David Livingstone.

Livingstone's travels and researches in South Africa : including a sketch of sixteen years' residence in the interior of Africa, and a journey from the Cape of Good Hope to Loanda on the west coast, thence across the continent, down the river Zambesi to the eastern ocean online

. (page 25 of 36)
Online LibraryDavid LivingstoneLivingstone's travels and researches in South Africa : including a sketch of sixteen years' residence in the interior of Africa, and a journey from the Cape of Good Hope to Loanda on the west coast, thence across the continent, down the river Zambesi to the eastern ocean → online text (page 25 of 36)
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is essentially cowardly, except when influenced by success.
A partial triumph over any body of men would induce the
whole country to rise in arms ; and this is the chief danger
to be feared. These petty chiefs have individually but
little power, and with my men, now armed with guns, I
could have easily beaten them ofl' singly; but, being of
the same family, they would readily unite in vast numbers
if incited by prospects of successful plunder. They are by
no means equal to the Cape Caffres in any respect what-

In the evening we came to Moena Kikanje, and found
him a sensible man. He is the last of the Chiboque chiefs
in this direction, and is in alliance with Matiamvo, whose
territory commences a short distance beyond. His village
is placed on the east bank of the Quilo, which is here
twenty yards wide and breast deep.

The country was generally' covered with forest, and we
slept every night at some village. I was so weak, and had
become so deaf from the effects of the fever, that I was
glad to avail myself of the company of Senhor Pascoal and
the other native traders. Our rate of travelling was only
two geographical miles per hour, and the average number of
hours three and a half per day, or seven miles. Two-thirds
of the month was spent in stoppages, there being only ten
travelling-days in each month. The stoppages were caused
by sickness, and the necessity of remaining in different
parts to purchase food; and also because when one carrier
was sick the rest refused to carry his load.

We crossed the Loange, a deep but narrow stream, by a
bridge. It becomes much larger, and contains hippopo-
tami, lower down. It is the boundary of Londa on the west.
We slept also on the banks of the Peyo, now flooded, and



could not but admire their capabilities for easy irrigation.
On roacnmg the river Chikapa, (lat. 10° 10' S., long. lO**
42' E.,) the 25th of March, we found it fifty or sixty yards
wide, and flowing E.N.E. into the Kasai. The adjacent
coun^.ry is of the same level nature as that part of Londa
formerly described ; but, having come farther to the east-
ward than our previous course, we found that all the rivers
had worn for themselves much deeper valleys than at the
points we had formerly crossed them.

Surrounded on all sides by large gloomy forests, the
people of these parts have a much more indistinct idea of
the geography of their country than those who live in hilly
regions. It was only after long and patient inquiry that I
became fully persuaded that the Quilo runs into the Chi-
kapa. As we now crossed them both considerably farther
down, and were greatly to the eastward of our first route,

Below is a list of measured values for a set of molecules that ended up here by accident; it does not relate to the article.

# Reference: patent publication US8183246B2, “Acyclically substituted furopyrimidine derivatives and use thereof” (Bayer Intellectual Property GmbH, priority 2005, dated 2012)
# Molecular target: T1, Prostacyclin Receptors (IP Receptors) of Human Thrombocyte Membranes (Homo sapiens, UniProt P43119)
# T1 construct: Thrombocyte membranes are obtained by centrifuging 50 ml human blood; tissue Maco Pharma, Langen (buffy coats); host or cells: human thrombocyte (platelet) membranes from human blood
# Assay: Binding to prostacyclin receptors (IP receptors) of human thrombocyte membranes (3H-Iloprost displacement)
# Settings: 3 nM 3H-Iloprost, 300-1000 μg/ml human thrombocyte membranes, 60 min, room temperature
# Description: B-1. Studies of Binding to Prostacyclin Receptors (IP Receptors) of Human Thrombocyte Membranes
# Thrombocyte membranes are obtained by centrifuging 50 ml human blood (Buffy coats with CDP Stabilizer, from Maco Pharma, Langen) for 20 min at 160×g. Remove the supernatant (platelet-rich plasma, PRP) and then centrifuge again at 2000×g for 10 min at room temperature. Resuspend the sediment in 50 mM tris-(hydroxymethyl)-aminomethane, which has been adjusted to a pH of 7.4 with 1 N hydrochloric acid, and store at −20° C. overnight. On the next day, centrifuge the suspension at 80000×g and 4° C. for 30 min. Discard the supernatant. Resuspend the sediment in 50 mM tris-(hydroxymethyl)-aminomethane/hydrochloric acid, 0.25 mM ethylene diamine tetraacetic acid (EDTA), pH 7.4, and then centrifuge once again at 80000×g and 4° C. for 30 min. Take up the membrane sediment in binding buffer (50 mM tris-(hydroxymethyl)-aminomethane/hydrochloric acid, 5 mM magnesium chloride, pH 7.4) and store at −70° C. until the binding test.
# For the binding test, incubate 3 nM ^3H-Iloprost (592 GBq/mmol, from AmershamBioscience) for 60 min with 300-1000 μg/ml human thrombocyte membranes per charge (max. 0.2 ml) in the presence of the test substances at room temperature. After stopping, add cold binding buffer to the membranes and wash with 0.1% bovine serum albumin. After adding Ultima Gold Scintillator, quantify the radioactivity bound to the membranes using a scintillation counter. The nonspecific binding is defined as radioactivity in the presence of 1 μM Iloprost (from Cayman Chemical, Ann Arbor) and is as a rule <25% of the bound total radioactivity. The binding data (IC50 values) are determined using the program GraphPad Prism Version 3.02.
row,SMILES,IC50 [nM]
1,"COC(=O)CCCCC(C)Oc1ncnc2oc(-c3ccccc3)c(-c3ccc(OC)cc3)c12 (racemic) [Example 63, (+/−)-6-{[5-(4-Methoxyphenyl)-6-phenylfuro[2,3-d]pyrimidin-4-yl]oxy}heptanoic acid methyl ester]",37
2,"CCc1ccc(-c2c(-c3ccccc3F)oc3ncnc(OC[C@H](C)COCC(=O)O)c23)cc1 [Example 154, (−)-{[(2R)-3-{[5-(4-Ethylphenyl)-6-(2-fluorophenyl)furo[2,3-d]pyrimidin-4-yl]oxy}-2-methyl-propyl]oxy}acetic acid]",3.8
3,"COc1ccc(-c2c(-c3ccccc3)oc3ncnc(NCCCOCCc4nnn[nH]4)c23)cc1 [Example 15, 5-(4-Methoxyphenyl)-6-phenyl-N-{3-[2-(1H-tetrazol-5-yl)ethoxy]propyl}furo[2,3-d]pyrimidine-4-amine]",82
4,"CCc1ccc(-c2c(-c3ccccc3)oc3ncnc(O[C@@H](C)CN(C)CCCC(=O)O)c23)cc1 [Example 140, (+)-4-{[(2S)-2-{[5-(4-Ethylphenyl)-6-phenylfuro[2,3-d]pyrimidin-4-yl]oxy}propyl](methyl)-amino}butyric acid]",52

there can be no doubt that these rivers take the same
course as the others, into the Kasai, and that I had been
led into a mistake in saying that any of them flowed to
the westward. Indeed, it was only at this time that T
began to perceive that all the western feeders of the Kasai,
except the Quango, flow first from the western side toward
the centre of the country, then gradually turn, with the
Kasai itself, to the north, and, after the confluence of the
Kasai with the Quango, an immense body of water, col-
lected from all these branches, finds its way out of the
country by means of the river Congo or Zaire, on the west

The people living along the path we are now following
were quite accustomed to the visits of native traders, and
did not feel in any way bound to make presents of food
except for the purpose of cheating : thus, a man gave me
a fowl and some meal, and after a short time returned.
I oftered him a handsome present of beads ; but these he
declined, and demanded a cloth instead, which was far
more than the value of his gift. They did the same with
my men, until \se had to refuse presents altogether. Others



made high demands because I slept in a ^^ house of cloth"
and must be rich. They seemed to think that they had a
perfect right to payment for simply passing through the

Beyond the Chikapa we crossed the Kamaue, a small,
deep stream proceeding from the S.S.W. and flowing into

the Chikapa.

On the 80th of April we reached the Loajima, where wo
had to form a bridge to effect our passage. This was not
so difficult an operation as some might imag ne; for a tree


was growing in a borizontal position across part of the
stream, and, there being no want of the tough climbing
plants which admit of being knitted like ropes, Senhor P.
soon constructed a bridge. The Loajima was here about
twenty-five yards wide, but very much deeper than where
I had crossed before on the shoulders of Mashauana. Th«



last rain of this season had fallen on the 28th, and had
suddenly been followed by a great decrease of the tempera-
ture. The people in these parts seemed more slender in
form, and their color a lighter olive, than any we had
hitherto met. The mode of dressing the great masses of
woolly hair which lay upon their shoulders, together with
their general features, again reminded me of the ancient
Egyptians. Several were seen with the upward inclination
of the outer angles of the eye; but this was not general.


A few of the ladies adopt a curious custom of attaching
the hair to a hoop which encircles the head, giving it some-
what the appearance of the glory round the head of the
Virgin, as shown on p. 295. Some have a small hoop behind
that represented in the wood-cut. Others wear an orna-
ment of woven hair and hide adorned with beads. Tho
hair of the tails of buffaloes, which are to be found larthor